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there. it's incredible to see all of that move on to our shores here. thanks so much. appreciate the explanation. now it was love and match for tennis star for andy murray. i couldn't resist. he said i do. he married his long-time girlfriend kim sears. now the two-time grand slam winner wore a blue and green kilt. they had a reception with family and close friends. fortunately, unfortunately, i don't know, murray is going to compete in the french open next month. i'm assuming the honeymoon will not be too long. gosh they look happy. here's something you don't see every day. flying fitch attacking students on a lake. a cnn ireporter was watching a rowing team practice when asian carp, they shot out of the water. no students were hurt, but the racing -- oh, my gosh. he said it did smell a little fishy. in case you're wondering what
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it's like to get hit by flying fish, one rower said, it's slippery. i'm sorry, that would have absolutely freaked me out. i know a lot of people are worried about the asian carp in the lake for many, many reasons. wow. now we all do it, check an e-mail or text while walking. watch tv while cooking or even listen to books while driving. okay, that's not recommended. it's called multi-tasking and chief medical correspondent dr. sanjay gupta says we may not be as good at it as we think we are. >> a lot of people think they are good at multi-tasking, but the sad truth is they are probably not. our brains are multi-tasking, aren't nearly as good as we think they are. let's say you're working on an activity over here and suddenly you're trying to multi-task another activity. you're not doing both activities at the same time but in fact you're diverting the attention from one part of your brain to another part of your brain.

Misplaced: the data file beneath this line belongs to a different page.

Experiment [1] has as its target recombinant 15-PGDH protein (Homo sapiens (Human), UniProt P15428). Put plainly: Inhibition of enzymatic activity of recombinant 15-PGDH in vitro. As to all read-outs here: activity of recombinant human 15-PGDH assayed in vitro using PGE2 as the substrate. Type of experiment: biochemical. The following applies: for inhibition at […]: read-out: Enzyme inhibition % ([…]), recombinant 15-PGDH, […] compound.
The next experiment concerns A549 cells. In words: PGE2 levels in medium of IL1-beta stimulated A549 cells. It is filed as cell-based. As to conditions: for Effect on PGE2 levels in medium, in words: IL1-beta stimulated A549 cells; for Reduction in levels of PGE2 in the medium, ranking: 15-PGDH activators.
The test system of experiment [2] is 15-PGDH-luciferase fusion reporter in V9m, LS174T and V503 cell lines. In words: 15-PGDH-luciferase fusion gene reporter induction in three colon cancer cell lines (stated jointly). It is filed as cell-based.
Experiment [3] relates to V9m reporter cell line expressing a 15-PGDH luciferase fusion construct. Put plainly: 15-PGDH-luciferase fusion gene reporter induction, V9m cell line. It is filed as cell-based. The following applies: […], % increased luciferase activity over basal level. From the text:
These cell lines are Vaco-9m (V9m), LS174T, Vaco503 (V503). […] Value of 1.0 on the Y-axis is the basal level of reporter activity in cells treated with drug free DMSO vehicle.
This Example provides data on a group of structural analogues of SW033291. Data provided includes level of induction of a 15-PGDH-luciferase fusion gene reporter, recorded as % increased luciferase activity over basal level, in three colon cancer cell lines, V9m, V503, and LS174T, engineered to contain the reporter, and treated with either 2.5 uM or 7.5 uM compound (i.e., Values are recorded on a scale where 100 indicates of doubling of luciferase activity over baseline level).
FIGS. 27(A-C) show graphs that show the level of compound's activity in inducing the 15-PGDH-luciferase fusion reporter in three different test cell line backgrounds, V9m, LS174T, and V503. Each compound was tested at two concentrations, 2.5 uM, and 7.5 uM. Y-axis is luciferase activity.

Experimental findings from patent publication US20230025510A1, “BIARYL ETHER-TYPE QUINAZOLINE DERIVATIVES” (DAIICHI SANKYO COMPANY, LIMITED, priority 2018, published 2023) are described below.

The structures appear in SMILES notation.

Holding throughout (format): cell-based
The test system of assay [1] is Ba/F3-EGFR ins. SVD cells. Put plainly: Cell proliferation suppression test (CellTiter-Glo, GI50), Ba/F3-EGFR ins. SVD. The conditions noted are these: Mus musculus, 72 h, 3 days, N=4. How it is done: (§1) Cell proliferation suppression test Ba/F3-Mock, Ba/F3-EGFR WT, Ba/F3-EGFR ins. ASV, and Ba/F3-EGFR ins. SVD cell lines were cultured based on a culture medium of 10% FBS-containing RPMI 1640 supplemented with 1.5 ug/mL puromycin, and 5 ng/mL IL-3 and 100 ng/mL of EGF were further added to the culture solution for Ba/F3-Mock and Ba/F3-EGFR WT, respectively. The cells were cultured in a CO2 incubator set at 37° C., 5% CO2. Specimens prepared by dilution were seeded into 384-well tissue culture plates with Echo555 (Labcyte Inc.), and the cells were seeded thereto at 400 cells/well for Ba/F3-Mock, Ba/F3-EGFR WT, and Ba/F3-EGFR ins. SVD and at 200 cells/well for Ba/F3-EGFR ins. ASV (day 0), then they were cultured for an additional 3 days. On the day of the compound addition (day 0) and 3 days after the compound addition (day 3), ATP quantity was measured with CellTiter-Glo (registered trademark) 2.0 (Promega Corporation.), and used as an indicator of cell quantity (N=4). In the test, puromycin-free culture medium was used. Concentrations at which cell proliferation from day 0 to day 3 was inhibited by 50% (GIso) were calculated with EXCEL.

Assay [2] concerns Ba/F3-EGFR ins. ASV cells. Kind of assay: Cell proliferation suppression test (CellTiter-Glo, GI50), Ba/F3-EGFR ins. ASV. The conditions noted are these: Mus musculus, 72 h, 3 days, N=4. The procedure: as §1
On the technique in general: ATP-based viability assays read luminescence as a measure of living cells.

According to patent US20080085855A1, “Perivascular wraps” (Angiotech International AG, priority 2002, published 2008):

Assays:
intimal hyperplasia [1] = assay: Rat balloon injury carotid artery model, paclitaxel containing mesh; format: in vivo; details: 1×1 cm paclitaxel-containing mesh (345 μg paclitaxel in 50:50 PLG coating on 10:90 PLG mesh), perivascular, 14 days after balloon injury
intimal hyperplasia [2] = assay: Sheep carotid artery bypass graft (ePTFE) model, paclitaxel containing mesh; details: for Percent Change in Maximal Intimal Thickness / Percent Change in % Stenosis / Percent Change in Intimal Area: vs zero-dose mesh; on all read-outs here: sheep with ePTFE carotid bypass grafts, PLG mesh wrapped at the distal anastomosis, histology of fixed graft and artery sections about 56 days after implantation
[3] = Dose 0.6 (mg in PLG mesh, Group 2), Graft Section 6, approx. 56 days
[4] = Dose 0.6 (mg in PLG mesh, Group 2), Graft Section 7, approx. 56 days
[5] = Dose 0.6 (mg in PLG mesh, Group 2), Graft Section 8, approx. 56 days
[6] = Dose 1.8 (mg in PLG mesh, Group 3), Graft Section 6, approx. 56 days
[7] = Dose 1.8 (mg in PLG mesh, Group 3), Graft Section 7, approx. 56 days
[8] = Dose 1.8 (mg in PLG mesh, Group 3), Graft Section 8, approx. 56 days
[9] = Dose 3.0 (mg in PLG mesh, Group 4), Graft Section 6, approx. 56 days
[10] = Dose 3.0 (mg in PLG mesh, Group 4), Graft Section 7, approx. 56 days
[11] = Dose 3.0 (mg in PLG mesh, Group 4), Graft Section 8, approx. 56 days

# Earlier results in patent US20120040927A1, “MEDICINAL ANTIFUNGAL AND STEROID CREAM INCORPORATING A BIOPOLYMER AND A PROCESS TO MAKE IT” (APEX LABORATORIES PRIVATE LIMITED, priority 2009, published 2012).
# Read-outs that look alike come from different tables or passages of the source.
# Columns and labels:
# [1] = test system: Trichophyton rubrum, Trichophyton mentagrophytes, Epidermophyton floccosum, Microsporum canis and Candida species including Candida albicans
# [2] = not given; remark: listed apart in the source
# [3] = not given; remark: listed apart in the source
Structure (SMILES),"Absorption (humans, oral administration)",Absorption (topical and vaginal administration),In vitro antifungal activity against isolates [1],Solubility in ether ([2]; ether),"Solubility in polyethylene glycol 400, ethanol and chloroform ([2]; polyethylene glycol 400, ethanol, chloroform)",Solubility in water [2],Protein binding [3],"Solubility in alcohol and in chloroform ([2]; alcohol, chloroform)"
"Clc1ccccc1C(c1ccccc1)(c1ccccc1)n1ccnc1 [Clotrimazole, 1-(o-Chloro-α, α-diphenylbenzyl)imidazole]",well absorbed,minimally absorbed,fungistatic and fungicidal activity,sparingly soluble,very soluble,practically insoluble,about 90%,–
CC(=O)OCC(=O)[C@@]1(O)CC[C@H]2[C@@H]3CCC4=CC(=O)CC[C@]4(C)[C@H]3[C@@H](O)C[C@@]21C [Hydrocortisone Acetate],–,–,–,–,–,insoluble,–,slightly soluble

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that takes time, that takes resources, that takes brain cells. what happens over here now is that you're starting a brand-newaktivity so in fact you're probably slower and not nearly as good at doing both activities at the same time. we can shift our focus very fast. sometimes it takes .10 but the time doesn't matter as much as the band width that the brain requires to move back and forth. that might affect the performance. it might affect the quality of the work that you finally produce. take an everyday activity like driving. when you look at the mri of someone who's in driving mode, see how much of their brain is activating there? now if you just layer in one more thing, that is the person is listening while they are driving and all of a sudden the amount of attention, the amount of brain band width going towards driving decreases by about 37%. so they're not multi-tasking, you in fact reduce the amount of attention you're now paying to your driving. there's about 2% of the population that are super